Malik William is a three-star PF. He’s a good shooter but will need to add weight to rebound in the ACC. He could be a stretch forward down the line. He has good enough skill to earn offers from UConn and West Virginia, but he may take a bit more development time.
Way Too Early Projected Depth Chart
C - Elijah Thomas / Legend Robertin
PF - David Skara / Aamir Simms / Donte Grantham
SF - Donte Grantham / Scott Spencer / Clyde Trapp Jr.
SG - Marcquise Reed / Gabe DeVoe / A.J. Oliver
PG - Shelton Mitchell / Ty Hudson
- The Tigers won’t have much depth at C. They will need development from Legend Robertin as he’ll be heavily relied upon for depth behind Elijah Thomas. They certainly need both Centers to stay healthy.
- A new face has to to step up to give the Tigers ACC-level production at PF. Valpo transfer David Skara or Aamir Simms are the best bets. One has to come through!
- Brownell badly needs Donte Grantham to reach his potential. If he can’t step up in his senior year, Scott Spencer who sat most of his freshman year, will need to make big strides and contribute in a major way
- Clemson finished 44th in KenPom rankings. 42nd, just above them was MTSU who secured an NCAA tournament victory. Just below them at 46th was Maryland, so they aren’t far from breaking through, but they need more than improved luck. Clearing up some major deficiencies is a must.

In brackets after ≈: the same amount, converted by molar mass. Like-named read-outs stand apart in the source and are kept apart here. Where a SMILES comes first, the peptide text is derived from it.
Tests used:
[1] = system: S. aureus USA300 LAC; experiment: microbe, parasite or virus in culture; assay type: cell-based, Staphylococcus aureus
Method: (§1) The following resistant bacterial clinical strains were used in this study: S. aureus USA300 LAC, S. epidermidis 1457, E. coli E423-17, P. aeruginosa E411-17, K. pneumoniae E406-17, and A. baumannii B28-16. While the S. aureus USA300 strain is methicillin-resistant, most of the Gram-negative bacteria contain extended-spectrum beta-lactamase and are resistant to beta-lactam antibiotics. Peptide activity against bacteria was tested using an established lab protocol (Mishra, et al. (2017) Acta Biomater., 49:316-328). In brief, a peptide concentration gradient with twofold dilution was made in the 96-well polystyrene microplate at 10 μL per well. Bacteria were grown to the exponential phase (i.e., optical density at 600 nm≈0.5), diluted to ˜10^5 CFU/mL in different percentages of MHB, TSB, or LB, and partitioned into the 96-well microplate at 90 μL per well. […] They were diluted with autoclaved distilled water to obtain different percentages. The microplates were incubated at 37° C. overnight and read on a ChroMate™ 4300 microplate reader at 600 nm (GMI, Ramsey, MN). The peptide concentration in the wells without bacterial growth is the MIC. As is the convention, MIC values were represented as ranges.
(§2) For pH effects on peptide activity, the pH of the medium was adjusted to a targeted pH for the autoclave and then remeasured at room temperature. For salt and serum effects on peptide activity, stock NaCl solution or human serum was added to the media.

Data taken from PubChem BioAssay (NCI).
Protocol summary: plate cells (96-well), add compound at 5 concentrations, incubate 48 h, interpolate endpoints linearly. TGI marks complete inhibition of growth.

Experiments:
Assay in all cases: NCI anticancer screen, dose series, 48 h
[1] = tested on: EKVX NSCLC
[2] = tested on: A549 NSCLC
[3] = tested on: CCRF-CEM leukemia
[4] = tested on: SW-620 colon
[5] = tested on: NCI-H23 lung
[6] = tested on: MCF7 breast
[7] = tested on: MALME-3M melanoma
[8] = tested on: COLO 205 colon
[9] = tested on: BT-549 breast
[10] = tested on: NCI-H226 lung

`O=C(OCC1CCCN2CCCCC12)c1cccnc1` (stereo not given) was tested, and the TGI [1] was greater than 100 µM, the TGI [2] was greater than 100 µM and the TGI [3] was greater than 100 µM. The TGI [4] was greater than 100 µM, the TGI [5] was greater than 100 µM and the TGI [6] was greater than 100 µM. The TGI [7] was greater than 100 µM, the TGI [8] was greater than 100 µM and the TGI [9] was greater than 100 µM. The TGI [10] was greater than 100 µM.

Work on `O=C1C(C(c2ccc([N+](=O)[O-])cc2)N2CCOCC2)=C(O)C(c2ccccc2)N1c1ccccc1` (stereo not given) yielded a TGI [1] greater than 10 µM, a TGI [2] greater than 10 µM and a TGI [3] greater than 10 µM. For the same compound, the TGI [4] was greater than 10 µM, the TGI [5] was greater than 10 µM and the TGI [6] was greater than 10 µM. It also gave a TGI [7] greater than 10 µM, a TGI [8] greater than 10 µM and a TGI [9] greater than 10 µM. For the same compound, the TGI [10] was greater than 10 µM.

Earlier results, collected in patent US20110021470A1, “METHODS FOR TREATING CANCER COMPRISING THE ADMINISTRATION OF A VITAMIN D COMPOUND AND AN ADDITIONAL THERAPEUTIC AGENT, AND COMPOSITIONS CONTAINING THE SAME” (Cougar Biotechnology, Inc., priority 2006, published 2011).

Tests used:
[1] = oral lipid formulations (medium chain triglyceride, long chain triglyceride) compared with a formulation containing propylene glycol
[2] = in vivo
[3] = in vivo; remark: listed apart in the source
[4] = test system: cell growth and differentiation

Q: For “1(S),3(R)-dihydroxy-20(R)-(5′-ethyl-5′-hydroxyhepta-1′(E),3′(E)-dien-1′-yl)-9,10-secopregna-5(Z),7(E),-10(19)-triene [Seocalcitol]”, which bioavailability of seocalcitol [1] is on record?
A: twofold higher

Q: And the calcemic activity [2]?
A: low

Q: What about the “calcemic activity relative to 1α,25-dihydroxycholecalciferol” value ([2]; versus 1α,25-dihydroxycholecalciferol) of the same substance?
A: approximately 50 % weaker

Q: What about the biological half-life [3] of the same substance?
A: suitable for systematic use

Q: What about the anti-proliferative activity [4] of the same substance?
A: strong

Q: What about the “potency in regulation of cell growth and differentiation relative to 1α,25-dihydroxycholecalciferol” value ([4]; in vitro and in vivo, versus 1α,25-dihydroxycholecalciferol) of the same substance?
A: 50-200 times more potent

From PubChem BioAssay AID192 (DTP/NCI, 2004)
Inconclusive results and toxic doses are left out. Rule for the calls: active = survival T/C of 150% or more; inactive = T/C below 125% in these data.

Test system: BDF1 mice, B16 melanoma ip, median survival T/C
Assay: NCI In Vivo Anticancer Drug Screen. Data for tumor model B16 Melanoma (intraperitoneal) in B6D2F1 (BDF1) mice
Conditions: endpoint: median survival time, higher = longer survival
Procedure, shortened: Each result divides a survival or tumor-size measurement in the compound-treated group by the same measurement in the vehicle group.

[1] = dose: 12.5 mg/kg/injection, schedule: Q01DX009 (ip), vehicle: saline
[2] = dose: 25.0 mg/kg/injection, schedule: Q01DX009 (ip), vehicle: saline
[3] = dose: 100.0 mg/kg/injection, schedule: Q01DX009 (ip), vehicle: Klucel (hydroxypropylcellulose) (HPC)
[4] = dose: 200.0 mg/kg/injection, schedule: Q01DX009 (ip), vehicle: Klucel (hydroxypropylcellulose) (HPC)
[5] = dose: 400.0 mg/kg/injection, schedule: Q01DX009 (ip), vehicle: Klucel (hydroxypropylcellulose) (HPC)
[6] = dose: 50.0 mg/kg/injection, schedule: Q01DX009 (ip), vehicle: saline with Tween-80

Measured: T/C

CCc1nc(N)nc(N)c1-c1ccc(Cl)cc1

- The offense should remain above average despite losing their leading scorer in Jaron Blossomgame and best shooter in Avry Holmes. The issues that should worry Clemson fans are defense and rebounding, which were team weaknesses and may not show much improvement.
- Although losing three starters is hard to spin positively, I’ll try. This is a make or break year for Brad Brownell. Missing seven straight NCAA tournaments is unacceptable to an athletic department that expects it’s fans to care about basketball. With so many losses and such a clear goal, the impending extension/termination decision becomes easier. Make the tournament when nobody expects it after so much production leaves or begin a new era of Clemson basketball. If they make the tournament, with all the players that are leaving, it’ll be clear that Brownell wasn’t just lucky, but figured it out and finally has the program headed in the right direction.
- Either way, we’ll be here next season to support the Tigers and bring you the most objective Clemson-focused analysis on the web. We appreciate you reading our basketball articles throughout this tough season. This wraps up our basketball coverage for the 2016-17 season! If you haven’t already read Coach Craft’s season review, click here.